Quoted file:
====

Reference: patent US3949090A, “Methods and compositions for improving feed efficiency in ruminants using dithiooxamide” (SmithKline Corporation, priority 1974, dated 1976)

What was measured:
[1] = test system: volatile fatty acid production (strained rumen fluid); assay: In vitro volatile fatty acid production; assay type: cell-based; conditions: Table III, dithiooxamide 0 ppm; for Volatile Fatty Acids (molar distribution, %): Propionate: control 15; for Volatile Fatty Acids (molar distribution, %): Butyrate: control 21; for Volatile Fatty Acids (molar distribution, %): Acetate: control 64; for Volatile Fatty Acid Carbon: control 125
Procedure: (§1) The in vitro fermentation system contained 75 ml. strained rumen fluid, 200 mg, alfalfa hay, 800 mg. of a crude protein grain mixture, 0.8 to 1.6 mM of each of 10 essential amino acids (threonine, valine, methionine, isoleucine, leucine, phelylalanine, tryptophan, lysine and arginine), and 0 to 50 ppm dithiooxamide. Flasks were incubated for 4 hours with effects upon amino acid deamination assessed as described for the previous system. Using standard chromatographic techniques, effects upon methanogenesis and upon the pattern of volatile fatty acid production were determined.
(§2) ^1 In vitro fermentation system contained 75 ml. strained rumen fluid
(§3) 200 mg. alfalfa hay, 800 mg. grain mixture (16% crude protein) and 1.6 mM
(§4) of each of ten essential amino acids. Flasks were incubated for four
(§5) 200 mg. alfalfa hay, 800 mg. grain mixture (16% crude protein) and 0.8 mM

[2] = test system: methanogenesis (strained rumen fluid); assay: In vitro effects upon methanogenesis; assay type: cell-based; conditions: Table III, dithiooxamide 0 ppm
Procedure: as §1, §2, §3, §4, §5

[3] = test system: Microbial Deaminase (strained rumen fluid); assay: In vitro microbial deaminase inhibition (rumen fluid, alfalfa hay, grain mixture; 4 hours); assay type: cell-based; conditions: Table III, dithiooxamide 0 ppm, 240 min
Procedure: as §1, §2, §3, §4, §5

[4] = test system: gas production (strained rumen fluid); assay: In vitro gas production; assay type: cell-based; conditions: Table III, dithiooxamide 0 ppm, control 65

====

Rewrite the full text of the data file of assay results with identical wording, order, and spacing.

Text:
Reference: patent US3949090A, “Methods and compositions for improving feed efficiency in ruminants using dithiooxamide” (SmithKline Corporation, priority 1974, dated 1976)

What was measured:
[1] = test system: volatile fatty acid production (strained rumen fluid); assay: In vitro volatile fatty acid production; assay type: cell-based; conditions: Table III, dithiooxamide 0 ppm; for Volatile Fatty Acids (molar distribution, %): Propionate: control 15; for Volatile Fatty Acids (molar distribution, %): Butyrate: control 21; for Volatile Fatty Acids (molar distribution, %): Acetate: control 64; for Volatile Fatty Acid Carbon: control 125
Procedure: (§1) The in vitro fermentation system contained 75 ml. strained rumen fluid, 200 mg, alfalfa hay, 800 mg. of a crude protein grain mixture, 0.8 to 1.6 mM of each of 10 essential amino acids (threonine, valine, methionine, isoleucine, leucine, phelylalanine, tryptophan, lysine and arginine), and 0 to 50 ppm dithiooxamide. Flasks were incubated for 4 hours with effects upon amino acid deamination assessed as described for the previous system. Using standard chromatographic techniques, effects upon methanogenesis and upon the pattern of volatile fatty acid production were determined.
(§2) ^1 In vitro fermentation system contained 75 ml. strained rumen fluid
(§3) 200 mg. alfalfa hay, 800 mg. grain mixture (16% crude protein) and 1.6 mM
(§4) of each of ten essential amino acids. Flasks were incubated for four
(§5) 200 mg. alfalfa hay, 800 mg. grain mixture (16% crude protein) and 0.8 mM

[2] = test system: methanogenesis (strained rumen fluid); assay: In vitro effects upon methanogenesis; assay type: cell-based; conditions: Table III, dithiooxamide 0 ppm
Procedure: as §1, §2, §3, §4, §5

[3] = test system: Microbial Deaminase (strained rumen fluid); assay: In vitro microbial deaminase inhibition (rumen fluid, alfalfa hay, grain mixture; 4 hours); assay type: cell-based; conditions: Table III, dithiooxamide 0 ppm, 240 min
Procedure: as §1, §2, §3, §4, §5

[4] = test system: gas production (strained rumen fluid); assay: In vitro gas production; assay type: cell-based; conditions: Table III, dithiooxamide 0 ppm, control 65